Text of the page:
Commissioner Mary Mayhew’s Department of Health and Human Services is taking a victory lap this week. It’s touting new data showing a 114 percent jump in earnings among adults who lost access to food stamps after the LePage administration reinstated work requirements for them in 2014.
In the third quarter of 2014, some 6,866 adults without children receiving food stamps earned nearly $3.9 million in total wages. The work requirements took effect in October 2014, and these adults later lost access to food stamps because they didn’t comply. In the fourth quarter of 2015, state labor records show this group earned total wages of more than $8.2 million — a 114 percent rise.
“Ever-increasing welfare caseloads is no measure of success,” Mayhew said in a news release touting the newly released data compiled by the governor’s Office of Policy and Management. “Instead, we should define success and progress by the people who leave welfare and find jobs that put them on a path to independence.”
So let’s evaluate this LePage administration policy by that criterion.
Waived no longer
Since 1996, the nation’s food stamps program, SNAP, has imposed work requirements on nondisabled adults without children. Adults ages 19-49 who don’t fulfill work requirements — generally, spending at least 20 hours per week working or participating in training — can receive no more than three months of food stamp benefits every three years.
The federal government allowed Maine and most states to waive this requirement during the recession and afterward as high unemployment persisted. But Gov. Paul LePage decided against renewing the waiver in 2014.
The result was an 80 percent drop in the number of nondisabled adults without kids receiving food stamps between December 2014 and March 2015.
A limited impact
While the group that lost benefits increased its earnings with time, there’s no indication the imposition of work requirements had anything to do with it. Even as the LePage administration claimed credit — “LePage Administration Welfare Reform Leads to Increased Wages,” read Maine DHHS’ news release — the economist who compiled the numbers didn’t make any assertions about what caused the higher incomes.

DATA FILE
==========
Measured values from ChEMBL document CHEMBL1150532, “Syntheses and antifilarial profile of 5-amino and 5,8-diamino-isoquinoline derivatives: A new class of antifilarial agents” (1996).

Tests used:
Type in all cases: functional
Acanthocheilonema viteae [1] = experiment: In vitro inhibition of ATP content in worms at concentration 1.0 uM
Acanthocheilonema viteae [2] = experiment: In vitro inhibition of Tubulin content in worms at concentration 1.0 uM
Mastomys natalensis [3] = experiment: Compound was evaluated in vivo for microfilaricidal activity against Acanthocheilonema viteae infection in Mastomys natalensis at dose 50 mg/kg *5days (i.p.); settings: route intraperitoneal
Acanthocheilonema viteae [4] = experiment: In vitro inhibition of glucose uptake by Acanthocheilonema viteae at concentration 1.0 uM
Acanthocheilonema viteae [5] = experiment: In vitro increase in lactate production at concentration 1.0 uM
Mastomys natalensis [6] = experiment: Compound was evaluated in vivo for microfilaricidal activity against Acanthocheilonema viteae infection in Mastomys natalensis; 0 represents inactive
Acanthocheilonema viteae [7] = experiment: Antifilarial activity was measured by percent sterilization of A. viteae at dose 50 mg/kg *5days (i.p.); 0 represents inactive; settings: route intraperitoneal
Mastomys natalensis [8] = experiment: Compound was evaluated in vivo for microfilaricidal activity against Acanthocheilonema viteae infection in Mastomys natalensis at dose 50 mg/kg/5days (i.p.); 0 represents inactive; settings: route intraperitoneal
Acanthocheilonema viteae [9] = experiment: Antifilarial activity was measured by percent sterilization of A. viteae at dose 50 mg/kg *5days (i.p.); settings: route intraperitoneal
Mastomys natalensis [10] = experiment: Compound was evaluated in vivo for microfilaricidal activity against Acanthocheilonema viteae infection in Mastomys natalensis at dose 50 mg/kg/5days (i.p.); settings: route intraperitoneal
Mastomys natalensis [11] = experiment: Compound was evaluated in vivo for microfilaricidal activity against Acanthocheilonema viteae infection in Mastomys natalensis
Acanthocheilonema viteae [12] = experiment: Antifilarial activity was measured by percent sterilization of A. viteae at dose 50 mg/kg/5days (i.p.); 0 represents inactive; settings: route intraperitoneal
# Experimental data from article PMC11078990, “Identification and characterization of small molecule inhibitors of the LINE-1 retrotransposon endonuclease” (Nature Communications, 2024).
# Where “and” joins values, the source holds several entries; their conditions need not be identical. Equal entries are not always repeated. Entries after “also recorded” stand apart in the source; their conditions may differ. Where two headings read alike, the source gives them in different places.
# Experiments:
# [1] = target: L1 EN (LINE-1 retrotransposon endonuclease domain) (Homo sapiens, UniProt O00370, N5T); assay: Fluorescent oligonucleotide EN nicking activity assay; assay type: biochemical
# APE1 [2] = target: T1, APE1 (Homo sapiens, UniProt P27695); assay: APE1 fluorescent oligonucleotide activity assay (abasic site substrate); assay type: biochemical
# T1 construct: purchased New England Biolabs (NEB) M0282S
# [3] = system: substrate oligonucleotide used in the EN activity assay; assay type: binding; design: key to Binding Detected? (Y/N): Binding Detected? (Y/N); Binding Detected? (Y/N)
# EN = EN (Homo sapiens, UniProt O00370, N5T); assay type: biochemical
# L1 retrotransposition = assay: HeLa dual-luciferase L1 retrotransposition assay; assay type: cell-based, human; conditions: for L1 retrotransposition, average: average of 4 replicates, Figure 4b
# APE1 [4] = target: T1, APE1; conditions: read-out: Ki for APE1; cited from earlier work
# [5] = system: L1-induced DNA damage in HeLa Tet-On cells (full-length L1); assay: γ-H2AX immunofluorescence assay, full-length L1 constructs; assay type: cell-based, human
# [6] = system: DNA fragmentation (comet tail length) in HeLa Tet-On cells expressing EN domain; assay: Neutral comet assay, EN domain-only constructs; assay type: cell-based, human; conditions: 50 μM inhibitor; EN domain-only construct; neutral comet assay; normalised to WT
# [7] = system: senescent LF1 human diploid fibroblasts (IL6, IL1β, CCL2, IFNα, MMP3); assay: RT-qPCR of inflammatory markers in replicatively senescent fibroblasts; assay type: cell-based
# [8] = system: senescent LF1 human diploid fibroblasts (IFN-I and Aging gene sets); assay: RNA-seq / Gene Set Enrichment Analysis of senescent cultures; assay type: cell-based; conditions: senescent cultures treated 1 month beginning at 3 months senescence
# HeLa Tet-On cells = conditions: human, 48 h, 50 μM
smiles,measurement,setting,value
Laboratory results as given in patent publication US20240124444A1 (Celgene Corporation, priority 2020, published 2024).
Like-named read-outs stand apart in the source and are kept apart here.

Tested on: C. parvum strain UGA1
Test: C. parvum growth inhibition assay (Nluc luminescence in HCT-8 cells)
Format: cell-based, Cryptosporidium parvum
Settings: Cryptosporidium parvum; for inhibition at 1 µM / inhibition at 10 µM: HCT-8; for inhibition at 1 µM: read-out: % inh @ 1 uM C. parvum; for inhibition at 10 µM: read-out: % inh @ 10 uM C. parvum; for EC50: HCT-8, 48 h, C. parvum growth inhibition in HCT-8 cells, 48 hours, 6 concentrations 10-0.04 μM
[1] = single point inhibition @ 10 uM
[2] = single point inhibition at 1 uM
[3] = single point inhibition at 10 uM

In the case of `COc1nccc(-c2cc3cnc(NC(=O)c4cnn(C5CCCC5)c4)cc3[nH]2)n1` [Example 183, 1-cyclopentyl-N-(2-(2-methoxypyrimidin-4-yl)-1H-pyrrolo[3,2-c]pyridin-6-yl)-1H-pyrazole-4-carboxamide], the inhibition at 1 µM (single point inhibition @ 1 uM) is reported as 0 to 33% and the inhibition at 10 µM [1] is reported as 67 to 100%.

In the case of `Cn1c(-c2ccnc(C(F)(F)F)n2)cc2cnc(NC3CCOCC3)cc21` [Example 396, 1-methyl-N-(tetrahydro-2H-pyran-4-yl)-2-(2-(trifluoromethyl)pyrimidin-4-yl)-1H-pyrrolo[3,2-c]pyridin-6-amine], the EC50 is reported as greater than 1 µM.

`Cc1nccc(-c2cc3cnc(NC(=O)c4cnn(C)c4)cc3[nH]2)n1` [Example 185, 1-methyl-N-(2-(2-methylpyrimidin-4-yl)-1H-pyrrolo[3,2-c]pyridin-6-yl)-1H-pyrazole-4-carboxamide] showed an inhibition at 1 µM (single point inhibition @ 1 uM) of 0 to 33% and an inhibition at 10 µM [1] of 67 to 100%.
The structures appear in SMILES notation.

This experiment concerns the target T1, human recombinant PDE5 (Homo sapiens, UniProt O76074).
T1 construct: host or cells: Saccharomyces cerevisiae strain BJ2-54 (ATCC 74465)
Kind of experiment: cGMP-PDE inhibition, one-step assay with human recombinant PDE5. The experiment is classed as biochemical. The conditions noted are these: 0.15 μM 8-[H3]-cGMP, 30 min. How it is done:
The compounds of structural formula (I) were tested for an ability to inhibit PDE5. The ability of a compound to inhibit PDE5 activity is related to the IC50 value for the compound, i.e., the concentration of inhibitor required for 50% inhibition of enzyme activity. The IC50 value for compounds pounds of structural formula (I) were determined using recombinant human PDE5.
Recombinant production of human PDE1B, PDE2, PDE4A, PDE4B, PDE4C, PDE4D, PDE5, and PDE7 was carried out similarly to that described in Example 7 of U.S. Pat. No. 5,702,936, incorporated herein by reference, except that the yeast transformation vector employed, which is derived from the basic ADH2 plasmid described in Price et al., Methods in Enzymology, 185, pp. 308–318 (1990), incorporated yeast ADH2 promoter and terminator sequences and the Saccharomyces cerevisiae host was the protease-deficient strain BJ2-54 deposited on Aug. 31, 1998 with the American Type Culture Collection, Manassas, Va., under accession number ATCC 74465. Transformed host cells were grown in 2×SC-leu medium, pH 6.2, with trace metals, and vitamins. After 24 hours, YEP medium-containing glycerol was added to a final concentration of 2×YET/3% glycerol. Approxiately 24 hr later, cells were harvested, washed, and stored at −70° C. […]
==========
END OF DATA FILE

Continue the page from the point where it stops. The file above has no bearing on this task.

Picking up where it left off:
The increase fits typical work patterns for SNAP recipients. Since the Supplemental Nutrition Assistance Program is designed to soften the blow of a drop in income, it’s quite common for nondisabled adults to be working before they enroll in SNAP, while they’re receiving benefits and afterward.
In the mid-2000s, about 82 percent of SNAP households with a working-age, nondisabled adult had worked either in the year before or the year after starting to receive SNAP or both, according to 2013 research by the Center on Budget and Policy Priorities. During that same period, only 4 percent of SNAP households with working members did not have work in the following year, showing that receiving SNAP benefits doesn’t dissuade someone from working. In fact, due to SNAP’s structure, those who receive SNAP and start working don’t face a sudden dropoff in benefits as they might with other assistance programs.
Other research has found that childless adults’ work patterns don’t change in response to SNAP work requirements. Specifically, a 2015 research paper found that SNAP recipients who no longer had to fulfill work requirements in order to receive benefits didn’t stop working in response.
Reason to celebrate?
So, if the LePage administration’s policy change likely had little, if anything, to do with a rise in earnings among a population of adults kicked off SNAP, what is the administration celebrating?
While these adults who lost SNAP reported more income in total, only 34 percent had wage records at the end of 2015 compared with 28 percent before work requirements took effect. Average earnings grew among the working population, but two-thirds remained unemployed — and without the help of food stamps.
The LePage administration’s data provide no other insight that could help policymakers evaluate the overall well-being of this adult population. Are there jobs available in the areas in which many of these adults live? Do 40 percent of them lack a high school diploma — as is typical for this SNAP-receiving population nationally — indicating that this population might need something other than the boot in order to get on their feet? What are these adults doing to get by without their small food stamp supplement?
As the LePage administration celebrates dropping people from benefit rolls, the preliminary data about their well-being indicate there’s actually little worth celebrating.